Mountain Bike Reviews Forum banner
1 - 6 of 6 Posts

·
Blind biker
Joined
·
301 Posts
Discussion Starter · #1 ·
Is there a law that caps the amount of light you can have on a bike, I know there is one for cars i think as you aren't suppose to run KC lights on the road. Im planning on running 2 MS with 2 P7-d flashlights.
 

·
Rolling
Joined
·
11,120 Posts
Not sure about that, but there is concern about LED lights that ANSI is talking about safety classifications like lasers have.
 

·
Registered
Joined
·
78 Posts
MS lights don't have any DOT / SAE approval, as such they would be strictly offroad
classified.
for most parts it's about the reflector, what needs to be pointed downwards,
and has a wide spread, also, if you take a look, the headlights, you can't see the bulb directly, they have a litle cover/reflector, and the LED is bare, as such exeeds the brightness, for oncoming drivers.
most small LED's would be barely tollerable, with the bigger ones, you be asking for trouble, aka ticket, worse, if somebody gets into an accident, big dudoo.
seen one in boston, with a mega light, but had specia reflector, spot and center covered, and properly aimed, so far out of trouble,...
to get an idea, the big bang light, they had to redesign the reflector, and get also street approval,...
http://www.peterwhitecycles.com/bigbang.asp
big bang is from Busch & Müller
looks like 3000 lumen, not sure
do have 2 in the works, one 12W and one 24W , but runs on 14.8V packs,
heatsinks are not small eather, so you'd need to change everything.
 

·
Blind biker
Joined
·
301 Posts
Discussion Starter · #4 ·
Wow if that light wasnt so expensive I would buy it right now but thats worth as much as my bike. I have been trying to acheive that beam pattern by modifing my flashlights.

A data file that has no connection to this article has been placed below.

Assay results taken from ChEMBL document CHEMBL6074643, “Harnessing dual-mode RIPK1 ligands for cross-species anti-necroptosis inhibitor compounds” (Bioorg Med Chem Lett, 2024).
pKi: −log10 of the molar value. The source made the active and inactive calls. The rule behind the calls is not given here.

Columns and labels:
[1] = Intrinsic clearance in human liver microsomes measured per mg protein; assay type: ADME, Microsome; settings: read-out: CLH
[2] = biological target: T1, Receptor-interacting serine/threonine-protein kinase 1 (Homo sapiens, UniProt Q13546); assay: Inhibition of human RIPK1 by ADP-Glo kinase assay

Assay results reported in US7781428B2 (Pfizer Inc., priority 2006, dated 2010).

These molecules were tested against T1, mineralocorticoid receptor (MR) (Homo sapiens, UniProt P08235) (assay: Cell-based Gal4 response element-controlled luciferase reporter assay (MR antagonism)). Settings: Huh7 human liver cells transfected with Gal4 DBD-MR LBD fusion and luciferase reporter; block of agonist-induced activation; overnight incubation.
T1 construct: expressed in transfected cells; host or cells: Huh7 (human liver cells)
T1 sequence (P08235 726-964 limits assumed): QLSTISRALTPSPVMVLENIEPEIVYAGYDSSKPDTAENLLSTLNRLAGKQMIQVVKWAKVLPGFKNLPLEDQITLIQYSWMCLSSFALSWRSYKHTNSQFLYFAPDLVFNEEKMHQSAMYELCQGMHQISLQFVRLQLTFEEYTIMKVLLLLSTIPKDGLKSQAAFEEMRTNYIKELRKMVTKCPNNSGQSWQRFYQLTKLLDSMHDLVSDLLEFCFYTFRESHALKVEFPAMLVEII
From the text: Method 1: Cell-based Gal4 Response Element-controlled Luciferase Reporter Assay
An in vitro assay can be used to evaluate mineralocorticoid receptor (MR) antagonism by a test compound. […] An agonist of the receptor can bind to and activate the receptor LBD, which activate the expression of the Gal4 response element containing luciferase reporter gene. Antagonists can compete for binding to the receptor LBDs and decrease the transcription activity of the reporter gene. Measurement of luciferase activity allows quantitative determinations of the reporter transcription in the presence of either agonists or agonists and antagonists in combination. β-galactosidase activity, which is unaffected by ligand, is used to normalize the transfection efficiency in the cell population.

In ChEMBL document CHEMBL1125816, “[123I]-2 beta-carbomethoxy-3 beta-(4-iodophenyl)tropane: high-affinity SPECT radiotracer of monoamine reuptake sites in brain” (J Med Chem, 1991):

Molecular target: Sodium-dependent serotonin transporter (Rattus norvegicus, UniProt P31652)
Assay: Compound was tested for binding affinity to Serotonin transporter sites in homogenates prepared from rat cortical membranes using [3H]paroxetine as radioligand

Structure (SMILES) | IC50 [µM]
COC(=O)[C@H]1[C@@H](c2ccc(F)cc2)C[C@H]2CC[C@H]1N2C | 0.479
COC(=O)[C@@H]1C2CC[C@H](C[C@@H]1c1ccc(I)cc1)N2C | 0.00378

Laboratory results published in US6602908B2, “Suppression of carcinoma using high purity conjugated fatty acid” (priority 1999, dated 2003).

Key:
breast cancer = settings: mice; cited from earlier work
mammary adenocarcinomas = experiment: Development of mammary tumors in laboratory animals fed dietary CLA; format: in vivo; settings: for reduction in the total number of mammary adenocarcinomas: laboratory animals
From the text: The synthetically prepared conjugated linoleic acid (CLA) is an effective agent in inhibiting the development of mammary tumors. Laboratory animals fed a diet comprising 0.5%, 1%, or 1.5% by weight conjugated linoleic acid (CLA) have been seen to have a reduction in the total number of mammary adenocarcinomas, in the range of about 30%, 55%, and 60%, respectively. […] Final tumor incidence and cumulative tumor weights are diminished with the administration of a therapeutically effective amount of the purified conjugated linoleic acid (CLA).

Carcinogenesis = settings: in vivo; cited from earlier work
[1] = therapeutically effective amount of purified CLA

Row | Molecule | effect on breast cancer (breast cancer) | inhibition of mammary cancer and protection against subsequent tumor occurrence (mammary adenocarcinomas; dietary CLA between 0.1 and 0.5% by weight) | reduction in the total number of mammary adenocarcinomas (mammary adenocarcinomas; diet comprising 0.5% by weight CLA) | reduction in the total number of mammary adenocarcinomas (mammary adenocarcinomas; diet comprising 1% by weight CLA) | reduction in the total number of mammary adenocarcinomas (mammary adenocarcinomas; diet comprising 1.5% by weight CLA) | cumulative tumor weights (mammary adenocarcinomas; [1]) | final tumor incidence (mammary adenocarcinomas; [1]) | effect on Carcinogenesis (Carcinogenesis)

·
Registered
Joined
·
2,790 Posts
mtb_robs-x said:
MS lights don't have any DOT / SAE approval, as such they would be strictly offroad
classified.
for most parts it's about the reflector, what needs to be pointed downwards,
and has a wide spread, also, if you take a look, the headlights, you can't see the bulb directly, they have a litle cover/reflector, and the LED is bare, as such exeeds the brightness, for oncoming drivers.
most small LED's would be barely tollerable, with the bigger ones, you be asking for trouble, aka ticket, worse, if somebody gets into an accident, big dudoo.
seen one in boston, with a mega light, but had specia reflector, spot and center covered, and properly aimed, so far out of trouble,...
to get an idea, the big bang light, they had to redesign the reflector, and get also street approval,...
http://www.peterwhitecycles.com/bigbang.asp
big bang is from Busch & Müller
looks like 3000 lumen, not sure
do have 2 in the works, one 12W and one 24W , but runs on 14.8V packs,
heatsinks are not small eather, so you'd need to change everything.
Well darn. I guess we all have to stop riding on roads at night since I doubt that any bicycle lights are DOT/SAE approved. Bummer.
 

·
Its got what plants crave
Joined
·
5,933 Posts
On the street it's 55w for low beam and I think 75 for high? Don't think there is a limit on "lumens" but it may vary by state.
 
1 - 6 of 6 Posts
Top